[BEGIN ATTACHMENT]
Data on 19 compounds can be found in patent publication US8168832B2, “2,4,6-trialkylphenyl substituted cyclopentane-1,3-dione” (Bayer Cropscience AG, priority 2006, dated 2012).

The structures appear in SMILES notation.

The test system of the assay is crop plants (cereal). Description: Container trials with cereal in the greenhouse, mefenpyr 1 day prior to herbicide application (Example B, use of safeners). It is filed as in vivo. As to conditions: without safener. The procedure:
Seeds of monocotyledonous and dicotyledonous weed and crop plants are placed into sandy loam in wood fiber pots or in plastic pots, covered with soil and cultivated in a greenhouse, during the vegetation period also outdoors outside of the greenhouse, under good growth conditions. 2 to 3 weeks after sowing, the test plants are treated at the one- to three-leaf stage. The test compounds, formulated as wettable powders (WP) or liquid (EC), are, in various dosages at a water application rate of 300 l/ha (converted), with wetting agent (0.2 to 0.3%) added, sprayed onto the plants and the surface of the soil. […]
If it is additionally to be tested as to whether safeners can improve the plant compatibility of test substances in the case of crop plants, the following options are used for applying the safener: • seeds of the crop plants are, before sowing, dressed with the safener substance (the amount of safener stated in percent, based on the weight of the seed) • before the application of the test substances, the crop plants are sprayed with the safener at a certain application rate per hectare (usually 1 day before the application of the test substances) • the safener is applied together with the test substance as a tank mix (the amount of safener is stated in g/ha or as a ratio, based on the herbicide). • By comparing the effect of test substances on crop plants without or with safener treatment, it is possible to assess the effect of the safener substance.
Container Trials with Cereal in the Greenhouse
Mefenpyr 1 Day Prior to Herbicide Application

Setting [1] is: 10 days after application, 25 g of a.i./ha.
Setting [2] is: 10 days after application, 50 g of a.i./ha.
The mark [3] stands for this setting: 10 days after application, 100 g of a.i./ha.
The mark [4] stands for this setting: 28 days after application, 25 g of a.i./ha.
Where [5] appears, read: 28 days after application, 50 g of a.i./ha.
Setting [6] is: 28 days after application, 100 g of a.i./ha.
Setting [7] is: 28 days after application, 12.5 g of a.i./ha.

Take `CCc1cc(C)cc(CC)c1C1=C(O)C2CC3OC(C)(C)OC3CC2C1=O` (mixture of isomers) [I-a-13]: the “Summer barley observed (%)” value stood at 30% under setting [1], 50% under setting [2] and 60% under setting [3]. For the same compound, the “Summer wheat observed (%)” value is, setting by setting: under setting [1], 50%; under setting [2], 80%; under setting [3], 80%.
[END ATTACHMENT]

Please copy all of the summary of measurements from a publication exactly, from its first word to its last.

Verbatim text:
Data on 19 compounds can be found in patent publication US8168832B2, “2,4,6-trialkylphenyl substituted cyclopentane-1,3-dione” (Bayer Cropscience AG, priority 2006, dated 2012).

The structures appear in SMILES notation.

The test system of the assay is crop plants (cereal). Description: Container trials with cereal in the greenhouse, mefenpyr 1 day prior to herbicide application (Example B, use of safeners). It is filed as in vivo. As to conditions: without safener. The procedure:
Seeds of monocotyledonous and dicotyledonous weed and crop plants are placed into sandy loam in wood fiber pots or in plastic pots, covered with soil and cultivated in a greenhouse, during the vegetation period also outdoors outside of the greenhouse, under good growth conditions. 2 to 3 weeks after sowing, the test plants are treated at the one- to three-leaf stage. The test compounds, formulated as wettable powders (WP) or liquid (EC), are, in various dosages at a water application rate of 300 l/ha (converted), with wetting agent (0.2 to 0.3%) added, sprayed onto the plants and the surface of the soil. […]
If it is additionally to be tested as to whether safeners can improve the plant compatibility of test substances in the case of crop plants, the following options are used for applying the safener: • seeds of the crop plants are, before sowing, dressed with the safener substance (the amount of safener stated in percent, based on the weight of the seed) • before the application of the test substances, the crop plants are sprayed with the safener at a certain application rate per hectare (usually 1 day before the application of the test substances) • the safener is applied together with the test substance as a tank mix (the amount of safener is stated in g/ha or as a ratio, based on the herbicide). • By comparing the effect of test substances on crop plants without or with safener treatment, it is possible to assess the effect of the safener substance.
Container Trials with Cereal in the Greenhouse
Mefenpyr 1 Day Prior to Herbicide Application

Setting [1] is: 10 days after application, 25 g of a.i./ha.
Setting [2] is: 10 days after application, 50 g of a.i./ha.
The mark [3] stands for this setting: 10 days after application, 100 g of a.i./ha.
The mark [4] stands for this setting: 28 days after application, 25 g of a.i./ha.
Where [5] appears, read: 28 days after application, 50 g of a.i./ha.
Setting [6] is: 28 days after application, 100 g of a.i./ha.
Setting [7] is: 28 days after application, 12.5 g of a.i./ha.

Take `CCc1cc(C)cc(CC)c1C1=C(O)C2CC3OC(C)(C)OC3CC2C1=O` (mixture of isomers) [I-a-13]: the “Summer barley observed (%)” value stood at 30% under setting [1], 50% under setting [2] and 60% under setting [3]. For the same compound, the “Summer wheat observed (%)” value is, setting by setting: under setting [1], 50%; under setting [2], 80%; under setting [3], 80%.